Tumultuous negotiations in Britain 

Tumultuous times in Britain: today the Liberal Democrats, who won just 57 seats in the House of Commons in last Thursday’s election, started negotiating with the Labour party, which won 258, even as they continued to negotiate with the Conservatives, who won 306 (and will win a 307th when the election postponed in one district takes place May 27). And Prime Minister Gordon Brown announced that he will resign as the leader of the Labour party. A Con-Lib coalition would have more than the 326-seat majority; a Lab-Lib coalition would have less. If the latter coalition comes to pass, Brown could remain prime minister until September, since it takes months for the Labour party’s leadership contest to take place. To keep track of the latest developments, check these running blogs in the Telegraph, the Times and Conservative Home. If you get up at 7am Eastern Time Tuesday morning, it will be noon in London—a good time to check them out.

The reason a Lab-Lib coalition is attractive to the Lib Dems is that it could give them their number one demand: proportional representation voting. This is something Labour has never been interested in before, because the current system favors Labour very much and Conservatives somewhat less, and proportional representation would leave Lib Dems choosing who governs the country and on what terms for the foreseeable future--at least so long as the voting patterns of the last 20 years prevail. My own sense is that a Lab-Lib government ultimately won't happen, because (1) it would not have a majority in the Commons, (2) it would reward the two parties which lost seats last Thursday, (3) it would maintain an unpopular prime minister in office for at least four more months. But the situation looks more fluid than I expected when I left London Saturday.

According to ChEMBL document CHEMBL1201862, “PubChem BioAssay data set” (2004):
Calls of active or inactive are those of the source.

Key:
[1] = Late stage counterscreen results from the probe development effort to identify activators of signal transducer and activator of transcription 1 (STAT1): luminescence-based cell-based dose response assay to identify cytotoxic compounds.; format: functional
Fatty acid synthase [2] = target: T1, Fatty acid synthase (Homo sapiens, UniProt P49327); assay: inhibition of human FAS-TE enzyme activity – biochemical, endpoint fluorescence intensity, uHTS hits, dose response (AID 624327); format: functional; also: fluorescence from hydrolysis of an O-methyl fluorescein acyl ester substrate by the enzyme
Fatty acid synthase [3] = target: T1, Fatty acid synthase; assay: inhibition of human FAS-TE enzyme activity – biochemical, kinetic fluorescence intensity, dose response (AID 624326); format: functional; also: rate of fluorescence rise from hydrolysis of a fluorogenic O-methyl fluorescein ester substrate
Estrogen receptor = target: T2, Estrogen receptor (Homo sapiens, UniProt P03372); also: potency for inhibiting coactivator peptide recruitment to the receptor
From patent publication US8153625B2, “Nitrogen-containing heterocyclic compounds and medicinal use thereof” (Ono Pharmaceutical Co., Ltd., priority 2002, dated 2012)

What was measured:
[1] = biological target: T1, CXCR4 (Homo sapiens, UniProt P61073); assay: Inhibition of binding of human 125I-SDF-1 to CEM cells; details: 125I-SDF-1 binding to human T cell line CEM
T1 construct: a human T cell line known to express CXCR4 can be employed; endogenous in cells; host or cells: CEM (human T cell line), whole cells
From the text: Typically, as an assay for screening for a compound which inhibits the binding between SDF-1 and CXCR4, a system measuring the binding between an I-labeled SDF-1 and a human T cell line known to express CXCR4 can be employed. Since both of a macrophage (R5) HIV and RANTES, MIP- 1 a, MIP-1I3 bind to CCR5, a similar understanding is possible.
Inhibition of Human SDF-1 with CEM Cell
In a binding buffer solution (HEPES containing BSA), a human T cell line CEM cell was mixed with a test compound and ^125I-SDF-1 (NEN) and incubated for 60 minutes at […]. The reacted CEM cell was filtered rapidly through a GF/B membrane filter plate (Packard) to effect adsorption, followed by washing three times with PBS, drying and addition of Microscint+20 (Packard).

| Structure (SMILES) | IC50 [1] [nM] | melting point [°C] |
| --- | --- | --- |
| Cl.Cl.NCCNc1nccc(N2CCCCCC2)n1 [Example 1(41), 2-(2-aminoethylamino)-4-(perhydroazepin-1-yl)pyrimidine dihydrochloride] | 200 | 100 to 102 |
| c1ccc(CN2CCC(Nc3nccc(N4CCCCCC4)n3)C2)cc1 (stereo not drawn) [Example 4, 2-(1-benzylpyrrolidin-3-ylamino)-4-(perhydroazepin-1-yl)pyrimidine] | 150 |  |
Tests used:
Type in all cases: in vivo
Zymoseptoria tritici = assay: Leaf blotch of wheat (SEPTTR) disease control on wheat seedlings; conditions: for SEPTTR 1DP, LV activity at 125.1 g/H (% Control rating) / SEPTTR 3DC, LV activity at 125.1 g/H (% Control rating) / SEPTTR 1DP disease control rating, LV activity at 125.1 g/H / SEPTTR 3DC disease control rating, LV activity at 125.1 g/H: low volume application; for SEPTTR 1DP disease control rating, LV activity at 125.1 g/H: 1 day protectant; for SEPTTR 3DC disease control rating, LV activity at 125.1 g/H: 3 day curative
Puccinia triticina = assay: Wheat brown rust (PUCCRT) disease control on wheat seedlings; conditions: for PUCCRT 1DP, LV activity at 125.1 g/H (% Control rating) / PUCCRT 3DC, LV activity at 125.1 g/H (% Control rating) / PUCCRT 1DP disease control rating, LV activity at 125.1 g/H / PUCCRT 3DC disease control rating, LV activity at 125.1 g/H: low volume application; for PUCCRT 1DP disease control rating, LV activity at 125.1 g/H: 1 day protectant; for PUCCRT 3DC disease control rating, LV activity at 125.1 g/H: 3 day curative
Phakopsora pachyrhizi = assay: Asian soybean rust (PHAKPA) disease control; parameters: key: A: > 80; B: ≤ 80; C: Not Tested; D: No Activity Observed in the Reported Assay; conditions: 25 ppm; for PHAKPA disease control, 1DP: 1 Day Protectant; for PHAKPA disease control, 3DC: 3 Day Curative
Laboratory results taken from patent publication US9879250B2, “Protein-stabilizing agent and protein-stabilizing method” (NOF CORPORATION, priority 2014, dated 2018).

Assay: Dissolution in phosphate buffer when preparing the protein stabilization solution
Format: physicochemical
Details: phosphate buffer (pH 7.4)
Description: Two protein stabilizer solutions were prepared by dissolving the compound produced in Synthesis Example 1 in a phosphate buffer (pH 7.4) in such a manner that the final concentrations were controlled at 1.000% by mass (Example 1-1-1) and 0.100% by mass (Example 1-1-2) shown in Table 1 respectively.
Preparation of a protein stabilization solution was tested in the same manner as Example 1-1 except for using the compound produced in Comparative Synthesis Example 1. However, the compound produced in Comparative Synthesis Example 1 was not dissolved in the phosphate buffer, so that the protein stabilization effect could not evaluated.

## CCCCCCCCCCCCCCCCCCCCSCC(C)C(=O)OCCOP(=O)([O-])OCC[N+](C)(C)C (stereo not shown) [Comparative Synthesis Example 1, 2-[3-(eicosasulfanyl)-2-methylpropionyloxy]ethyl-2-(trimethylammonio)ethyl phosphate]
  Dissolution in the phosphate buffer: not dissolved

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Michael Barone

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